Ginisang Ampalaya at Hipon is a delicious vegetable stir-fry made of bittermelon, shrimp, tomatoes, and eggs. It’s delicious and nutritious as well as budget-friendly.
It’s funny how many wives’ tales there are on how to rid ampalaya of its natural acridness. One friend told me, “the cook should be smiling and singing while cooking the ampalaya” and another friend said, “the cook has to be a virgin”.
Well, since I am not of a bubbly disposition and have not been pure in thoughts or actions for at least two decades, am I doomed for bitter ampalaya? No, ma’am, because luckily, I have a few tricks in my bag on how to conquer bittermelon!
One traditional method of preparing ampalaya is to let the slices sit in salt until they begin to weep and then squeeze to rid of the bitterness. I am not a big proponent of this technique because bitter gourd is a powerhouse of nutrients. Why deplete the vegetable of its beneficial juices?
By following these simple tips below, your next ginisang ampalaya at hipon will be more palatable without the customary salting. Give them a try and let me know what you think in the comments.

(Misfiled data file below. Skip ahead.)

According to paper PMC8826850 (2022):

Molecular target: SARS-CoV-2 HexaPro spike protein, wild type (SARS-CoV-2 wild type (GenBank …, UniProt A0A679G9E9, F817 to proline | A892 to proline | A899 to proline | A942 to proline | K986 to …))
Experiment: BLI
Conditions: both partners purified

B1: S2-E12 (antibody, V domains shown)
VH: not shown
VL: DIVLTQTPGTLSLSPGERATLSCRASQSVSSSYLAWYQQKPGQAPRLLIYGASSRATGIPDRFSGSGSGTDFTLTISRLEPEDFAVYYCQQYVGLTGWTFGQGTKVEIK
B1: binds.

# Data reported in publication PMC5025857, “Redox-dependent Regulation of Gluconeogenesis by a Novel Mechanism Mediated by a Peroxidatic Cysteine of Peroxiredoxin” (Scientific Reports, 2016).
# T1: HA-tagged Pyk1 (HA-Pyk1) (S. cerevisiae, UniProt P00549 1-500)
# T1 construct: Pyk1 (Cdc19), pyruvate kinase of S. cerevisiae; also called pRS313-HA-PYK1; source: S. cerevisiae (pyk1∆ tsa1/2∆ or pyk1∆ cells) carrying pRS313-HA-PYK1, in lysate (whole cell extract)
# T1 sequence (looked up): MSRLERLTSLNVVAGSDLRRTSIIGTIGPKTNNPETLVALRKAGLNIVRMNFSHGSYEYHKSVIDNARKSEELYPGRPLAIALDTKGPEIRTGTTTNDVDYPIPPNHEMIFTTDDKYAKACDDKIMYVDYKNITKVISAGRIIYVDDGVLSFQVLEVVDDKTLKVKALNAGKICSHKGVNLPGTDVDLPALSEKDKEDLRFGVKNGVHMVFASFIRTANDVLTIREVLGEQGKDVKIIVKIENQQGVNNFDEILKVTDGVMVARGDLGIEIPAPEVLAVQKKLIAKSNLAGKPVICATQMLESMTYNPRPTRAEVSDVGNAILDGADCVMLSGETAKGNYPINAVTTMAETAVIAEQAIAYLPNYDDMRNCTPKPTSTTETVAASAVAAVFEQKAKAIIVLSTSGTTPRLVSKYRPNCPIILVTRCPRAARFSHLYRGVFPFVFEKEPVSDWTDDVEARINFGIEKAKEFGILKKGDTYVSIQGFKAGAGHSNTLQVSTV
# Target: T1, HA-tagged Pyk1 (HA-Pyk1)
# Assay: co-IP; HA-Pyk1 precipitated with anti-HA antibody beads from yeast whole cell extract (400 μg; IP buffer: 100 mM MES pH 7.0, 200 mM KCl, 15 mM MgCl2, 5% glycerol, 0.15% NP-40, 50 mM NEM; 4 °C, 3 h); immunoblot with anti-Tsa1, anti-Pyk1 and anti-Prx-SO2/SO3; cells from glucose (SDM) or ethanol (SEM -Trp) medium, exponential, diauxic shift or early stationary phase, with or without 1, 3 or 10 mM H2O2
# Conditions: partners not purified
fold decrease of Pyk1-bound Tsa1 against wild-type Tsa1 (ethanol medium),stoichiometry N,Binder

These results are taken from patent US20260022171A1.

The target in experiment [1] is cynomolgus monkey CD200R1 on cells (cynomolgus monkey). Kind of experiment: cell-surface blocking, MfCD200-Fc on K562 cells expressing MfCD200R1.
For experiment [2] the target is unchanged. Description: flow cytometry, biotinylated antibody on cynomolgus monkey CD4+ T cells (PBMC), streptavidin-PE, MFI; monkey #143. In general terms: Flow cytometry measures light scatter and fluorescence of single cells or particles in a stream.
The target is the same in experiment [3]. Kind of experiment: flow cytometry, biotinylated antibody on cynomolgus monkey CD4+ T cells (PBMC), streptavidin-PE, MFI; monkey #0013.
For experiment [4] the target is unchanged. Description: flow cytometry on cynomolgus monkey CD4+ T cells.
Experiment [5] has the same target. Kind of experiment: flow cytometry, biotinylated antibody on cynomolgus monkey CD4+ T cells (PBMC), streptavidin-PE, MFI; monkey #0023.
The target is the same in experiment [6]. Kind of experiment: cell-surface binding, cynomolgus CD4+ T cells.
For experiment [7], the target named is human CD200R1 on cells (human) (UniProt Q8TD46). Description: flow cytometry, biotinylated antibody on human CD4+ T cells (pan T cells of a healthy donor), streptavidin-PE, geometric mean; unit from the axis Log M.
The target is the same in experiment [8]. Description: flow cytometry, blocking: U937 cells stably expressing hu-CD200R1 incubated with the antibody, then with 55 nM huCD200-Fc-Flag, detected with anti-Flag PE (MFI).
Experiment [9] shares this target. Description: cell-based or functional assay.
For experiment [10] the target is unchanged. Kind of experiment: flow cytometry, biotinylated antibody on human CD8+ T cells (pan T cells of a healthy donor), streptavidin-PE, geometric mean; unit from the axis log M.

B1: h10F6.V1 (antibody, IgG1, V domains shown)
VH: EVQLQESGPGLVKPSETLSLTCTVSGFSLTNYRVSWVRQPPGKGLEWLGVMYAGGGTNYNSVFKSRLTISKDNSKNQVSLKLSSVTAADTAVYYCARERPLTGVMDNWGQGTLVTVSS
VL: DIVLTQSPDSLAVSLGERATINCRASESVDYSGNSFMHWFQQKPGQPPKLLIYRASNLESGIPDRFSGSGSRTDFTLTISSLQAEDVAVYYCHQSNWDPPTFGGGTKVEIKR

How to Decrease the Bitterness in Ginisang Ampalaya
- Use the youngest and greenest gourds you can find because as the vegetable matures and yellows, the bitter taste intensifies.
- Make sure to scrape off all the white pith inside and slice the green flesh as thinly as possible.
- Keep stirring to a minimum and do not overcook.
- Sugar, used in the right proportion, can help neutralize bitter flavors. Sprinkle the dish with about 1/2 teaspoon along with the salt and pepper.
Ginisang Ampalaya Leaves with TinapaAmpalaya con CarneGinisang Ampalaya sa SardinasGinisang SayoteGinisang Togue at TokwaGinisang Upo at HiponGinataang Kalabasa, Sitaw at HiponGinisang Munggo at Sotanghon